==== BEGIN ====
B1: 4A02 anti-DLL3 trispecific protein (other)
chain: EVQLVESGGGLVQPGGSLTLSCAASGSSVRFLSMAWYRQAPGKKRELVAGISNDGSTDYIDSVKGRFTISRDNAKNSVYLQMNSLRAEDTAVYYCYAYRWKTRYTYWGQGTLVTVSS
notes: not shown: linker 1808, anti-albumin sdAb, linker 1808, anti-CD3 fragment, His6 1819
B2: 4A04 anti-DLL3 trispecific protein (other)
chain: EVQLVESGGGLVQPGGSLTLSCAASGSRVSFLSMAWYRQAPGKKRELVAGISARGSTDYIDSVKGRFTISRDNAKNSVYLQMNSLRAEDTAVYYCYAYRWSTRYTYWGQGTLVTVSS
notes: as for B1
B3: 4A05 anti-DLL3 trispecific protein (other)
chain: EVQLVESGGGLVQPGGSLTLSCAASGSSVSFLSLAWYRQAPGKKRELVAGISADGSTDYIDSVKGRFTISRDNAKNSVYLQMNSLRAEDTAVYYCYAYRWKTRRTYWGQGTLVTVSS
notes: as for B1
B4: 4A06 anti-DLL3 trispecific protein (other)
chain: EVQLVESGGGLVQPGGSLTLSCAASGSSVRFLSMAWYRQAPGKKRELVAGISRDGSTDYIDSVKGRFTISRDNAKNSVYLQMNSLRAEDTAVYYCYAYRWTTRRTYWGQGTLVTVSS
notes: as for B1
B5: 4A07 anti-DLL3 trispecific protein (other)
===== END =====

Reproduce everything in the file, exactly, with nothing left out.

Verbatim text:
B1: 4A02 anti-DLL3 trispecific protein (other)
chain: EVQLVESGGGLVQPGGSLTLSCAASGSSVRFLSMAWYRQAPGKKRELVAGISNDGSTDYIDSVKGRFTISRDNAKNSVYLQMNSLRAEDTAVYYCYAYRWKTRYTYWGQGTLVTVSS
notes: not shown: linker 1808, anti-albumin sdAb, linker 1808, anti-CD3 fragment, His6 1819
B2: 4A04 anti-DLL3 trispecific protein (other)
chain: EVQLVESGGGLVQPGGSLTLSCAASGSRVSFLSMAWYRQAPGKKRELVAGISARGSTDYIDSVKGRFTISRDNAKNSVYLQMNSLRAEDTAVYYCYAYRWSTRYTYWGQGTLVTVSS
notes: as for B1
B3: 4A05 anti-DLL3 trispecific protein (other)
chain: EVQLVESGGGLVQPGGSLTLSCAASGSSVSFLSLAWYRQAPGKKRELVAGISADGSTDYIDSVKGRFTISRDNAKNSVYLQMNSLRAEDTAVYYCYAYRWKTRRTYWGQGTLVTVSS
notes: as for B1
B4: 4A06 anti-DLL3 trispecific protein (other)
chain: EVQLVESGGGLVQPGGSLTLSCAASGSSVRFLSMAWYRQAPGKKRELVAGISRDGSTDYIDSVKGRFTISRDNAKNSVYLQMNSLRAEDTAVYYCYAYRWTTRRTYWGQGTLVTVSS
notes: as for B1
B5: 4A07 anti-DLL3 trispecific protein (other)